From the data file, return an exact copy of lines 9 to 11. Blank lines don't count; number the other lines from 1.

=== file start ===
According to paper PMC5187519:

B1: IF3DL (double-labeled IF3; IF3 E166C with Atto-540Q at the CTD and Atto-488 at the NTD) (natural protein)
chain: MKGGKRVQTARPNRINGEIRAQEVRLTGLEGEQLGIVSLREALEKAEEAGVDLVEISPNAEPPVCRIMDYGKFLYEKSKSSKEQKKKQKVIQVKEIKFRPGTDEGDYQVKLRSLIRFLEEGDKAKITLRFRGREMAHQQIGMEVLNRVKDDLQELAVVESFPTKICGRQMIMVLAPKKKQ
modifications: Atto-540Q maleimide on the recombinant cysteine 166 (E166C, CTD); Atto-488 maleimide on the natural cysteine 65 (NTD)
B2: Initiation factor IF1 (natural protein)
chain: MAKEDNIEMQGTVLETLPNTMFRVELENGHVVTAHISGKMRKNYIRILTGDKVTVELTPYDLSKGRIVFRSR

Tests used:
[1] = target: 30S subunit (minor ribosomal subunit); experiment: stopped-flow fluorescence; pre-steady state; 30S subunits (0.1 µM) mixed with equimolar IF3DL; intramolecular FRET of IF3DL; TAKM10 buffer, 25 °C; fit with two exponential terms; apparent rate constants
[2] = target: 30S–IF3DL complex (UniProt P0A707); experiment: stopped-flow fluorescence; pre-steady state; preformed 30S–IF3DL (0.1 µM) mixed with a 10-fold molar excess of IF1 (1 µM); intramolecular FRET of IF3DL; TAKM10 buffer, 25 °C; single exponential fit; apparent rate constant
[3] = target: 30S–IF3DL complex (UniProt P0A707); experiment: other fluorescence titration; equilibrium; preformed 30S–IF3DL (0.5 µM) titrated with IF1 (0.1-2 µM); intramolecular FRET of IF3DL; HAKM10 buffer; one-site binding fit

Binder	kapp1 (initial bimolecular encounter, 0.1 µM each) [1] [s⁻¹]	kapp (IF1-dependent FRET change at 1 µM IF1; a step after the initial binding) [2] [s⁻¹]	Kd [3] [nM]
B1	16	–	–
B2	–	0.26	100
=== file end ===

[2] = target: 30S–IF3DL complex (UniProt P0A707); experiment: stopped-flow fluorescence; pre-steady state; preformed 30S–IF3DL (0.1 µM) mixed with a 10-fold molar excess of IF1 (1 µM); intramolecular FRET of IF3DL; TAKM10 buffer, 25 °C; single exponential fit; apparent rate constant
[3] = target: 30S–IF3DL complex (UniProt P0A707); experiment: other fluorescence titration; equilibrium; preformed 30S–IF3DL (0.5 µM) titrated with IF1 (0.1-2 µM); intramolecular FRET of IF3DL; HAKM10 buffer; one-site binding fit

Binder	kapp1 (initial bimolecular encounter, 0.1 µM each) [1] [s⁻¹]	kapp (IF1-dependent FRET change at 1 µM IF1; a step after the initial binding) [2] [s⁻¹]	Kd [3] [nM]